//Business Strategy and Kindergarten Soccer

Business Strategy and Kindergarten Soccer

Back when my kids were small, they all played soccer on local youth teams. 

It is interesting to watch very young kids play soccer, because the instructions are so simple: kick the ball into the goal.  With instructions like that, what do you get?  Bumblebees, of course.  While many of the kids will wander around the field, or stand in one spot wondering when something will happen, about half of each team will be in constant motion, within about ten feet of the ball.   They hover and dive and kick wildly, with the ball hopping in one direction and then another.  From the sidelines, all you can see is a cluster of little bodies moving around, and you see the ball kicked first this way, and then that.  It’s like watching a cluster of bees gradually move up and down the soccer field.

The behavior of the players is simple.  Everyone wants to score.  No one wants to pass.  No one plays a position because that is too difficult to explain to a five year old.  Rules like “offsides” are simply ignored.  The kids get dirty and get their exercise.  That’s all the parents really want.  Most everyone is happy.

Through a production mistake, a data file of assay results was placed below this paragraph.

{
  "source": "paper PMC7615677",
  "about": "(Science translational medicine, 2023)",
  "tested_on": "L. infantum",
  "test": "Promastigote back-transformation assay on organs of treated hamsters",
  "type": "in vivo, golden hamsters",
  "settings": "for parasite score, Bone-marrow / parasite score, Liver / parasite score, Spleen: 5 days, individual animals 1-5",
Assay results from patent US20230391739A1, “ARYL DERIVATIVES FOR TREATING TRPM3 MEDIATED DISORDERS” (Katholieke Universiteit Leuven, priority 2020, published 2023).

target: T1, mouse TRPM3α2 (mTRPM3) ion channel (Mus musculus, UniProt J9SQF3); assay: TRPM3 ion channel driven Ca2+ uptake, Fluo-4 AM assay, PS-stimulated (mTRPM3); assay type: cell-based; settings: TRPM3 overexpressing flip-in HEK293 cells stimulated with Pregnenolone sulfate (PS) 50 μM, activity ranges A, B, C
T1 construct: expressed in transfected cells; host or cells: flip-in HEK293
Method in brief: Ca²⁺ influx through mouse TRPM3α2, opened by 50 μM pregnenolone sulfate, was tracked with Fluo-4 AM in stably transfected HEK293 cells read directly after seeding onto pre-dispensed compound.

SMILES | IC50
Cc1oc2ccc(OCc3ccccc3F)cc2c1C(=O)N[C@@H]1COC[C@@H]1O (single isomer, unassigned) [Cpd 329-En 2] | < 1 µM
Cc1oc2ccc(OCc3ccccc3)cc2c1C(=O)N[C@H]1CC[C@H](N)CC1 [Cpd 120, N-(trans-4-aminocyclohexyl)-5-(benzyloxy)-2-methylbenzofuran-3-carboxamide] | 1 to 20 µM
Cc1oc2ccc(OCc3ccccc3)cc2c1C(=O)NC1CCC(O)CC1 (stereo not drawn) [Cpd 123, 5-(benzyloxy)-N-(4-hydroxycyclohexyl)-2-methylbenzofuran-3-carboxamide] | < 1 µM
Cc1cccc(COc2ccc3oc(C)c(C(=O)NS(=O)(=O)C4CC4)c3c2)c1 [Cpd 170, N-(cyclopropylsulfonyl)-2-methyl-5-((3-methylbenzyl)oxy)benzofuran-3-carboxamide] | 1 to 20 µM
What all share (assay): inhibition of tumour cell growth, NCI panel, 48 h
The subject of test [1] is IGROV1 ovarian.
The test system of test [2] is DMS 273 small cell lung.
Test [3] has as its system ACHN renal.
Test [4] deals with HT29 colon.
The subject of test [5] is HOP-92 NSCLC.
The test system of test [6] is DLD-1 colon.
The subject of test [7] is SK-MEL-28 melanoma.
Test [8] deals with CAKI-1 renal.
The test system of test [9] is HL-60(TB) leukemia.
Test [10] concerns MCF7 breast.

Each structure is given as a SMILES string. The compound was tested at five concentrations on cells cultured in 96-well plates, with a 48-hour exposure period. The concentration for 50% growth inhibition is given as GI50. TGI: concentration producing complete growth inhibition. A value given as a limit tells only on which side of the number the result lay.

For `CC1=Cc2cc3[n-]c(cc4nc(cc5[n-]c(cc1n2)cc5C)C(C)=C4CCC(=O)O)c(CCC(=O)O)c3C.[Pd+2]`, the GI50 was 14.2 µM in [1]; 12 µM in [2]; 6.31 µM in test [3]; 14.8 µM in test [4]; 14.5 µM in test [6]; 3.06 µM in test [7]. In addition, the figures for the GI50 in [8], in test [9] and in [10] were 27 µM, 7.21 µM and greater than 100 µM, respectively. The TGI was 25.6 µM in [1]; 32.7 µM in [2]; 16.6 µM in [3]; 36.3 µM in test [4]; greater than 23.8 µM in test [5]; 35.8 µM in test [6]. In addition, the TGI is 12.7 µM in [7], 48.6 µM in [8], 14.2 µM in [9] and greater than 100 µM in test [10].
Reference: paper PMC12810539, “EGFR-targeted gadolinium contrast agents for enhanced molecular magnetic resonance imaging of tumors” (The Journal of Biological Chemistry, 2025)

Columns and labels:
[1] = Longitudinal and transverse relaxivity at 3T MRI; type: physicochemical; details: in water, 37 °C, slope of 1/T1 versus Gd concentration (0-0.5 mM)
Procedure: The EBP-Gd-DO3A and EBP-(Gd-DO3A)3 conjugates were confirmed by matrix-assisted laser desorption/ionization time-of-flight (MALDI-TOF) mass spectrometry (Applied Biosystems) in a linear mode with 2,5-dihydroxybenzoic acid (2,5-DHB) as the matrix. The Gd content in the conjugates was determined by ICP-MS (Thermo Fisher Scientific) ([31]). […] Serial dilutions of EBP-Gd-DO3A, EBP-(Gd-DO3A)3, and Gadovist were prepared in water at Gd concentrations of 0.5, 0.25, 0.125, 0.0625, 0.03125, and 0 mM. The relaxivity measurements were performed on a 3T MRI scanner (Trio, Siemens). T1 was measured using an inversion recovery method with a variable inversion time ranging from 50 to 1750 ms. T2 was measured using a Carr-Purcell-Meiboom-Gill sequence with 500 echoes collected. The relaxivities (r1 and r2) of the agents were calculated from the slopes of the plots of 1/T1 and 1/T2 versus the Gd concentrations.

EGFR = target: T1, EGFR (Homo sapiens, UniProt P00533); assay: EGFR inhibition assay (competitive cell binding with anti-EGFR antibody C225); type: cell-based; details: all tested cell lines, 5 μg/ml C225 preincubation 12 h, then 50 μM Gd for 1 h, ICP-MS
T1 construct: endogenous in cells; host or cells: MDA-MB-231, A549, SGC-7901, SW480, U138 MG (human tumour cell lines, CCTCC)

So, why bring this up?  Because the same thing happens in some companies.  There are companies that have honed a senior layer of internally competitive business managers.  Each has tremendous ambition to rise to the next level, where prestige is accompanied by a serious bump in pay.  This happens in some law firms, ad agencies, and even some large businesses. 

Take a company with a highly competitive upper middle management layer, and toss in a business strategy.  It’s like tossing a soccer ball into a group of kindergartners.  Everyone goes for the ball.  No one steps back to take the pass, because no one trusts anyone, and no one is going to be held to their position.  There are no real referees.  Add referees and the players have to start to mature!  The parents (investors) can put in referees, but if they don’t, the game looks like Kindergarten Soccer.  Lots of energy.  Everyone gets dirty.  A few times, someone scores a goal.

It is very difficult to be an Enterprise Architect in a culture like that.  No competitive child wants to listen to someone on the sidelines shouting out instructions.  Most commonly, an Enterprise Architect can be an advisor, providing pointers to one of the players so that he or she can beat the other players.  At best, you can be a coach, but only if the team recognizes that they are a team.  Even then there is no “practice time”… only “game time.”  No easy way to get these players to practice new skills, develop trust, and take the the field as a team.

Now, you could say that a business strategy should be so detailed, and so well described, that it identifies roles that each person should play.  But in Kindergarten Soccer, it won’t work.  The kids can’t follow complex plans without their childlike enthusiasm for “kicking the ball” simply taking over.